Around a quarter of a million private sector workers, including supermarket staff, were self-isolating last month without decent sick pay or any sick pay at all, the Trades Union Congress (TUC) has revealed.
An analysis published by the TUC showed between the 13 to 26 December around 267,800 were self-isolating without decent sick pay or any at all.
Around 209,900 workers had to rely on statutory sick pay which falls below basic living costs and 57,900 didn’t receive any sick pay at all.
The news comes as the food sector has suffered Omicron induced staff shortages.
READ MORE: Ocado cuts sick pay for unvaccinated staff
Earlier this month, Iceland’s chief executive urged the government to reduce self-isolation period to alleviate staff shortages.
From 17 January, Health Secretary Sajid Javid reduced minimum self-isolation period from seven full days to five.
However, the trade union has warned reducing isolation periods “won’t fix the UK’s fundamental sick pay problem”.
“No one should be forced to choose between doing the right thing and self-isolating or putting food on the table,” TUC general secretary Frances O’Grady said.
“But that was exactly the choice facing a quarter of a million private sector workers last month, as the Omicron variant raged across the country. This is a serious public health failure.”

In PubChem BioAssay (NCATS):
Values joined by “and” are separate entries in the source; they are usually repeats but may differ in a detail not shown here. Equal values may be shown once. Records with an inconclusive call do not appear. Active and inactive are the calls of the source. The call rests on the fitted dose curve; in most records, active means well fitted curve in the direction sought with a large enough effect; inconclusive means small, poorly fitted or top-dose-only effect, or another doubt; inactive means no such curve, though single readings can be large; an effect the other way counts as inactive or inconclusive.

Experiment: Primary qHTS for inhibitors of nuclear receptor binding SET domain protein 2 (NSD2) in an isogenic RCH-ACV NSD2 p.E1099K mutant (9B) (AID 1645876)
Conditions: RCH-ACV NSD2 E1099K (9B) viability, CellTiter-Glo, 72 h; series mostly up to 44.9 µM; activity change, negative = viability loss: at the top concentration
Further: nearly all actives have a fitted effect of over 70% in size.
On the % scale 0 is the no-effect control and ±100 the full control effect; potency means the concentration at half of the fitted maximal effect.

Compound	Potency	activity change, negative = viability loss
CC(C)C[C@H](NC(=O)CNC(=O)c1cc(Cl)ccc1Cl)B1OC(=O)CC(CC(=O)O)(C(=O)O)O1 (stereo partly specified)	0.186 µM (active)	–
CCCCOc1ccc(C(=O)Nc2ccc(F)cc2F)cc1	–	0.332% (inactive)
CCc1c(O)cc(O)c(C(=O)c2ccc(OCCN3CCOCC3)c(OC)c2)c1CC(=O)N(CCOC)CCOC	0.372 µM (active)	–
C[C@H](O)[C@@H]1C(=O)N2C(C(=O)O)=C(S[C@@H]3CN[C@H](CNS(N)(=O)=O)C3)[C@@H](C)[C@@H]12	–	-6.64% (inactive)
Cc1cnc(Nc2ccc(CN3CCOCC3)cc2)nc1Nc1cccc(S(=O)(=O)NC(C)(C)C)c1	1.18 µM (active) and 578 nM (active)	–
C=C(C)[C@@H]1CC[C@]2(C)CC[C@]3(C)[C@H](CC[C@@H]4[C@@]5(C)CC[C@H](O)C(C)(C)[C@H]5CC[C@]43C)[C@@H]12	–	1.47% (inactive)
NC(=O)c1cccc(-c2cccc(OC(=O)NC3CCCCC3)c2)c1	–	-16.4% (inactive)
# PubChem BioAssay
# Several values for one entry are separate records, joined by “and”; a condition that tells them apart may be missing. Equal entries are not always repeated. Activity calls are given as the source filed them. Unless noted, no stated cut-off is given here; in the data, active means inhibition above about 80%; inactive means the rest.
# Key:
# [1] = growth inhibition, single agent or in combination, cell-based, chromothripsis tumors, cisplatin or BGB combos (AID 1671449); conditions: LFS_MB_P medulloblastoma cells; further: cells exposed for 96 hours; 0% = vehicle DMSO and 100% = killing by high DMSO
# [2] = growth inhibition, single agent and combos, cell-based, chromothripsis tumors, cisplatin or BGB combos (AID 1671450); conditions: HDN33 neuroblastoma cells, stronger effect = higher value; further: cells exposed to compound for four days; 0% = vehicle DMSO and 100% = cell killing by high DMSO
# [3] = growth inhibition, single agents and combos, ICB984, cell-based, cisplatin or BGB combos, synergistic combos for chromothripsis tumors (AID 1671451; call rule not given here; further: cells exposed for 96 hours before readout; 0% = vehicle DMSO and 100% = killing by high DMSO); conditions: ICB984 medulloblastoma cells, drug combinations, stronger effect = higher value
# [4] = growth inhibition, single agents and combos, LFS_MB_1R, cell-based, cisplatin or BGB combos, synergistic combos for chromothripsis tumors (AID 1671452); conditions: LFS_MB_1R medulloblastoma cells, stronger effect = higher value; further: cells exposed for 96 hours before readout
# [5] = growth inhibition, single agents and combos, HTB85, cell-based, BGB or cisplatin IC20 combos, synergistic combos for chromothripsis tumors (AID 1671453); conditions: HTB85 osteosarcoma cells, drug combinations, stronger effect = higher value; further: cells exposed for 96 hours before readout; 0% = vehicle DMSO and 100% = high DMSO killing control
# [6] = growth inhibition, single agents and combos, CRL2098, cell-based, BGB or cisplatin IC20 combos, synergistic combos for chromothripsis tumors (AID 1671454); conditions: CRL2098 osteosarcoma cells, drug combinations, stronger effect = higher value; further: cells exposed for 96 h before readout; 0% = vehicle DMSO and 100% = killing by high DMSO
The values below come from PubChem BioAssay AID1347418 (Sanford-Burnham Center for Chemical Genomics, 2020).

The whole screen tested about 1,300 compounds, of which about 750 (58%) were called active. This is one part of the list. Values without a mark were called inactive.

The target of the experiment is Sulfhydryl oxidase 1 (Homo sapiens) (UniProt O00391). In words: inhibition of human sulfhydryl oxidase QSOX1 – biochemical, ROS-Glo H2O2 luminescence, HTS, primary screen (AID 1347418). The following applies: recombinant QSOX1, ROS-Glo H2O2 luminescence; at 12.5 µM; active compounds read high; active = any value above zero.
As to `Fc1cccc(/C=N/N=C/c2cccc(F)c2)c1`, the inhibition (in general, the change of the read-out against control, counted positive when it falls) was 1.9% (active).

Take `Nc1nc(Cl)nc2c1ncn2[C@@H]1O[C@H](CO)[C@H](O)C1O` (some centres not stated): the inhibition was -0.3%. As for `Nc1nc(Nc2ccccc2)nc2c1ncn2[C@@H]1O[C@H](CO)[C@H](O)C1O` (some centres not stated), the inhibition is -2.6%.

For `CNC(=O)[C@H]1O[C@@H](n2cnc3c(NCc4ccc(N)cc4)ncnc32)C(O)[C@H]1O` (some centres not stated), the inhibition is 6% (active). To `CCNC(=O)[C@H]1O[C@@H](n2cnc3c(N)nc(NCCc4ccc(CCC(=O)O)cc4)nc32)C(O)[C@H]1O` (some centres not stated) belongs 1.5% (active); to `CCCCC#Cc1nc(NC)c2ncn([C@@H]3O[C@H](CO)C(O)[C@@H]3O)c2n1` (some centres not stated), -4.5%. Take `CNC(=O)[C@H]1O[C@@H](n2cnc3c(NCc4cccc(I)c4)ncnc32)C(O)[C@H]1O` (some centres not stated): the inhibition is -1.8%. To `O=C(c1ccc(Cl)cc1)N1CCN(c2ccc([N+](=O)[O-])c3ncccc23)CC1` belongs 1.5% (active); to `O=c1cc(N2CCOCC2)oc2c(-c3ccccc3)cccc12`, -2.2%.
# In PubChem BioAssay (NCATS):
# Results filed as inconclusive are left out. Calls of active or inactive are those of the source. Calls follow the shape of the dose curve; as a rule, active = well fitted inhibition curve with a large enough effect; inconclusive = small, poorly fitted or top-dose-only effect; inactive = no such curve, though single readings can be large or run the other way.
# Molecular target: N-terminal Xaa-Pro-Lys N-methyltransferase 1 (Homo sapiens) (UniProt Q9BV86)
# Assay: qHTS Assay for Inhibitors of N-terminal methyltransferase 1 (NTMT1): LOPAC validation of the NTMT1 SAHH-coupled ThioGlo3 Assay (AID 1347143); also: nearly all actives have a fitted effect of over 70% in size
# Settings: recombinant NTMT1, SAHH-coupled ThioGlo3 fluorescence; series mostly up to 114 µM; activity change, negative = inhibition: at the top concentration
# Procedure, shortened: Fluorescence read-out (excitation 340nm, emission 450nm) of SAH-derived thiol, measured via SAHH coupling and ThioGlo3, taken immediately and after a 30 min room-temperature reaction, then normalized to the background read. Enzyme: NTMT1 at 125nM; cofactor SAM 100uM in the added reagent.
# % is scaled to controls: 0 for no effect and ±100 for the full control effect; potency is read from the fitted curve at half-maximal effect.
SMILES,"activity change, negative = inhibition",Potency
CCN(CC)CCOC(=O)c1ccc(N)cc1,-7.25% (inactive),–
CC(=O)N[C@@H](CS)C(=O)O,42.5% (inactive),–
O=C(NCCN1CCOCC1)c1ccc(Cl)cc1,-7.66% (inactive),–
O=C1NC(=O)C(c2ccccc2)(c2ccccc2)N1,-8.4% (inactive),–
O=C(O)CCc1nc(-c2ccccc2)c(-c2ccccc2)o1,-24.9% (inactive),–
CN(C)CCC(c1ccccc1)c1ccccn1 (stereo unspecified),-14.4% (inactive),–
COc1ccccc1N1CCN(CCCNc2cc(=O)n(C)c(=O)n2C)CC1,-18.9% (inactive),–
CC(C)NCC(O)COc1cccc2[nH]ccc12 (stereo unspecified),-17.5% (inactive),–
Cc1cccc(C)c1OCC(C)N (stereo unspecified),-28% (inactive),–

Furthermore, the TUC has warned against cutting sick pay for unvaccinated staff as it is “no way to encourage vaccination” and that workers must then rely on £96.35 per week.
The announcement comes as grocery retailers such as Ocado announced reducing sick pay for unvaccinated workers isolating due to exposure to the virus.
“Unions have been encouraging everyone to get vaccinated and boosted. But cutting sick pay is no way to encourage workers to get the jab,” O’Grady said.
“It would be an own goal for public health too, risking further transmission of the virus.”
Last month, the union called on ministers to deliver decent sick pay for all as UK workers face the lowest sick pay in two decades and the lowest in Europe.
O’Grady added: “Ministers can’t continue to turn a blind eye to this vital public health tool. We need decent sick pay – paid at the real Living Wage – available to everyone.”